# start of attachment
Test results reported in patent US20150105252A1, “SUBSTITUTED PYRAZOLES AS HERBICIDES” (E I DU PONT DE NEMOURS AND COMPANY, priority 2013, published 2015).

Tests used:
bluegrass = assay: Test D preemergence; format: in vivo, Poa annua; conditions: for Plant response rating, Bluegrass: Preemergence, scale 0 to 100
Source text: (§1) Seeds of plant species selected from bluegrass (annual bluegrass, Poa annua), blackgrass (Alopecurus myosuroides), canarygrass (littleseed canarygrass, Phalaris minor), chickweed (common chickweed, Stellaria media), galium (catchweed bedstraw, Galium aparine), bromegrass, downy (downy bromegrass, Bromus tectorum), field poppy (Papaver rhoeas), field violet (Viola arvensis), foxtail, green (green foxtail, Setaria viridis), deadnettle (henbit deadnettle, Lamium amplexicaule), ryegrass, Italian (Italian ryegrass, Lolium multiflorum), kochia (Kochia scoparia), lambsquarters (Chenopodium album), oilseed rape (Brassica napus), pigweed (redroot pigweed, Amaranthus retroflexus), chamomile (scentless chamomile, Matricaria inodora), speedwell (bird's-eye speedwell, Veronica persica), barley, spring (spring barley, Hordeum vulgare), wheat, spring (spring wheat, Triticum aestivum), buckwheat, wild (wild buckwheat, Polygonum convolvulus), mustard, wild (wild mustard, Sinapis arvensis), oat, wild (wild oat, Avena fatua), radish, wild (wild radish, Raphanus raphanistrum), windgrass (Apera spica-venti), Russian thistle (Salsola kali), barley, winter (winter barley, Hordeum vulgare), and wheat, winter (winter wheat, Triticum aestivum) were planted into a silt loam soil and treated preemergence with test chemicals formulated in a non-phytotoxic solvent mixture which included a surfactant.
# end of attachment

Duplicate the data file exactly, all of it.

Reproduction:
Test results reported in patent US20150105252A1, “SUBSTITUTED PYRAZOLES AS HERBICIDES” (E I DU PONT DE NEMOURS AND COMPANY, priority 2013, published 2015).

Tests used:
bluegrass = assay: Test D preemergence; format: in vivo, Poa annua; conditions: for Plant response rating, Bluegrass: Preemergence, scale 0 to 100
Source text: (§1) Seeds of plant species selected from bluegrass (annual bluegrass, Poa annua), blackgrass (Alopecurus myosuroides), canarygrass (littleseed canarygrass, Phalaris minor), chickweed (common chickweed, Stellaria media), galium (catchweed bedstraw, Galium aparine), bromegrass, downy (downy bromegrass, Bromus tectorum), field poppy (Papaver rhoeas), field violet (Viola arvensis), foxtail, green (green foxtail, Setaria viridis), deadnettle (henbit deadnettle, Lamium amplexicaule), ryegrass, Italian (Italian ryegrass, Lolium multiflorum), kochia (Kochia scoparia), lambsquarters (Chenopodium album), oilseed rape (Brassica napus), pigweed (redroot pigweed, Amaranthus retroflexus), chamomile (scentless chamomile, Matricaria inodora), speedwell (bird's-eye speedwell, Veronica persica), barley, spring (spring barley, Hordeum vulgare), wheat, spring (spring wheat, Triticum aestivum), buckwheat, wild (wild buckwheat, Polygonum convolvulus), mustard, wild (wild mustard, Sinapis arvensis), oat, wild (wild oat, Avena fatua), radish, wild (wild radish, Raphanus raphanistrum), windgrass (Apera spica-venti), Russian thistle (Salsola kali), barley, winter (winter barley, Hordeum vulgare), and wheat, winter (winter wheat, Triticum aestivum) were planted into a silt loam soil and treated preemergence with test chemicals formulated in a non-phytotoxic solvent mixture which included a surfactant.